"Those who follow the Messenger, Prophet the, Ummi, whom they find written (in the books) with them, in the torah and the Injil..."

The dictionary gives the following meanings for this word (ummi): "maternal, motherly, illiterate, uneducated."

Tafsir Shubbar says: Ummi: The one belonging to Ummu l-qura (Mecca); the one who does not read or write.

Mir Ahmad Ali says:

"The word 'Ummi' gives several meanings: one born of a mother, i.e., the unlettered; a citizen of Mecca which was called Ummul-Qura, i.e. the mother city."

(Then after 3 pages, he says); "Ummi has generally been translated as one who does not know to read or write; but it actually means a person who remained as born of his mother and did not undergo any education or training from any mortal - the usual result of it is illiteracy.....The prophets were Ummi in this sense, but they were taught by God through Divine agencies."

You have been told above that the Holy Prophet (s.a.w.a). did not read or write before the announcement of his prophethood. But after the advent of revelation, he is mentioned in the Qur'an as:

"(The) Messenger from Allah reading out unto them the Purified Scriptures." (98:2) The simple fact is that the Holy Prophet (s.a.w.a.) was not taught by any human being, and from this point of view he was Ummi. But he was taught by Allah, until he became the City of knowledge.

The history has recorded an episode which clearly shows that he could read and write. It happened 19 years after receiving the first revelation.. .in the year 6 of hijrah at the time when the peace of Hudaybiyah was concluded and the Prophet (s.a.w.a.) began dictating the document of the peace:

The Messenger of Allah (s.a.w.) called 'Ali and said: Write: Bismillahir Rahmanir Rahim.

Suhayl (the Meccans' envoy) said: We do not know it; rather you write: Bismika Allahumma. So, he wrote it. Then the Prophet said: Write: This is what has been agreed upon between Muhammad the Messenger of Allah and Suhayl ibn 'Amr.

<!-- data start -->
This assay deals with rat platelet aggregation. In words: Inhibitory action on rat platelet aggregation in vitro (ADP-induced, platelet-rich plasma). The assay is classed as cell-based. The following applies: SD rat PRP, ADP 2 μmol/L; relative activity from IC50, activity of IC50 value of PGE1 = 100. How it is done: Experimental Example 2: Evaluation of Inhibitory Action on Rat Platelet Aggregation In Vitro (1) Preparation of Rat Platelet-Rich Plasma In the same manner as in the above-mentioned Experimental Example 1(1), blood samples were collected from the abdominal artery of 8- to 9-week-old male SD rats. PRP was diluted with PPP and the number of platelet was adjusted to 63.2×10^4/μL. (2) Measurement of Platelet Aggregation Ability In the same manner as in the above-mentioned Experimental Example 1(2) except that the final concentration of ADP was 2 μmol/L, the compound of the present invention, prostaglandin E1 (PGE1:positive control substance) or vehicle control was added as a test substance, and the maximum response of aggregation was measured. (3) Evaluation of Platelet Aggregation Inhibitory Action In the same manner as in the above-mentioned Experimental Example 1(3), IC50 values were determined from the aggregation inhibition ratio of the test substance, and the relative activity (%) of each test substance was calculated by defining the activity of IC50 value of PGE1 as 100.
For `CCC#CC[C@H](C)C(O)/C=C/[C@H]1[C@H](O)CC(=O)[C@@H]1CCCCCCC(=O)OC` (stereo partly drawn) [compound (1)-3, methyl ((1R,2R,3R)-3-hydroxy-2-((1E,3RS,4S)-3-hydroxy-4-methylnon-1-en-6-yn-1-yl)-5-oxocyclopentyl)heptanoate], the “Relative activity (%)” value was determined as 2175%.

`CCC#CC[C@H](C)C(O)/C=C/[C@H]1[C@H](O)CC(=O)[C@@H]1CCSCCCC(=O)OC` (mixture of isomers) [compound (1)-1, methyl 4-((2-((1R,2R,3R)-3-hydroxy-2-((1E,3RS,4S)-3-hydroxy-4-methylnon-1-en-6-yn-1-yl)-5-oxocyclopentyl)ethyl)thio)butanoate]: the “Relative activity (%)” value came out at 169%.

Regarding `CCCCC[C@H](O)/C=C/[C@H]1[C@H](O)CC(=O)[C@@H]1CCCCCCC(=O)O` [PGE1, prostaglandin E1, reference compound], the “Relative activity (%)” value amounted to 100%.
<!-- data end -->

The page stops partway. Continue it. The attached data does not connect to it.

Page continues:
Suhayl said: Had we recognised that you were the Messenger of Allah we would not have faught you; you should rather write your name with your father's name. The Messenger of Allah said to 'Ali Erase (the word,) Messenger of Allah.

He said: I won't erase it ever. Then the Messenger of Allah took the paper and erasing (the word) Messenger of Allah, wrote in its place, Muhammad ibn 'Abdullah. And he said to 'Ali: At one time you too will have to face a similar situation." (Ibn al-Athir al-Jazari, Tarikh al-Kamil vol.2 p. 77). This event may be seen in the following books (among others):-

  1. Jamaluddin Muhaddith, Rawzatul Ahbctb, vol.1, p.356
  2. Mulla Mu'in, Ma'arijun Nubuwwat, vol.2, p. 191
  3. Husain Diyarbakri, Tarikh al-Khamis vol.2, p.23

  4. Muhammad ibn Khawand Shah, Rawzatns Safa, vol.2, p.366

  5. Imam Nasa'i, al-Khasa'is p. 160


Is it correct that there were some rules which were applicable especially to the Holy Prophet (s.a.w.a.)? If yes, then what were those rules?

A: Yes, There were about fifteen especialities meant for the Holy Prophet (s.a.w.a.) only. Some were on the subject of marriage, some about other responsibilties and a few were related to some miracles of his physique.

As for his physique, while spleeping, it was his eyes that slept, but his heart remained awake; and he could see behind him as he looked in front.

As concerning marriage, he was allowed to marry in excess of four [and it was because he was sure to deal with all his wives with justice]; if a woman gifted herself to him, that wording constituted marriage and he was not required to give any "mahr" to her;

he was commanded by Allah to give all his wives a right to choose whether they wanted to remain with him or wished to separate from him; also he had been allowed upto a certain period to divorce a wife and marry another in her place; he was not allowed to marry a slave-girl (while Muslims have this choice); and no one was allowed to marry his widows.

As for other matters, he was obligated to brush his teeth before wudhu, to sacrifice an animal during hajj season and to pray tahajjud and salatu 'l-watr at night (These are sunnat for his ummah); and wajibu sadaqah was haram for him, as was winking towards someone, (These are not so for the Muslims); and he was allowed to keep fast continuously for two or more days without breaking the fast at night (while it is haram for his ummah).